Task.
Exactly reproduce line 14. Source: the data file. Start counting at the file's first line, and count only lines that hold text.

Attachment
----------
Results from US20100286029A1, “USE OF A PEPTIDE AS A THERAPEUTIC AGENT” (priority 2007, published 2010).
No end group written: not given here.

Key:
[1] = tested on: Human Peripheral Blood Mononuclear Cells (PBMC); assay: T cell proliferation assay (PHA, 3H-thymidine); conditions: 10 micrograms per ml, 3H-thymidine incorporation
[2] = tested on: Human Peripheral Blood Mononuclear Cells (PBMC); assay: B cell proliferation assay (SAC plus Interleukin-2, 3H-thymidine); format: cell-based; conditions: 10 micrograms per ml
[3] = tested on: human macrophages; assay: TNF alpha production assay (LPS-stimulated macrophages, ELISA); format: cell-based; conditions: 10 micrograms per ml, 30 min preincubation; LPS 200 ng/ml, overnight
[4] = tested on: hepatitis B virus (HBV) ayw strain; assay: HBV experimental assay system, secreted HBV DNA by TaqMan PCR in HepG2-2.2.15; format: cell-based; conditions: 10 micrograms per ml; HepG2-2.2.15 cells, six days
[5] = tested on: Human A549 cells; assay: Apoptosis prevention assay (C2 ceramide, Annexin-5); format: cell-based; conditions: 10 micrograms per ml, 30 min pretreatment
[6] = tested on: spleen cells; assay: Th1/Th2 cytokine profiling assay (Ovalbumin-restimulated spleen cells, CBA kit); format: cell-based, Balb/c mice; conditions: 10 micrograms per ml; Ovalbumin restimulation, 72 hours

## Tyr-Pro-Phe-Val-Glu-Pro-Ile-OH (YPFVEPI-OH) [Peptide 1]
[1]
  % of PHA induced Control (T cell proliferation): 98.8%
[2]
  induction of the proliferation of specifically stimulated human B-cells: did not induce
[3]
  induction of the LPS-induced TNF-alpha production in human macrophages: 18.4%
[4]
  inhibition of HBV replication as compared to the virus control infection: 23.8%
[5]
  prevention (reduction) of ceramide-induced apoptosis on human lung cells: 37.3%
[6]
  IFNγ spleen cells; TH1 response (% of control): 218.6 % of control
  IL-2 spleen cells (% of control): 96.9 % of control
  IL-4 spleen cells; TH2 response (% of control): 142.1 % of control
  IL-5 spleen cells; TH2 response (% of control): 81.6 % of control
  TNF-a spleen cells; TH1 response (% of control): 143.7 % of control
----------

  induction of the proliferation of specifically stimulated human B-cells: did not induce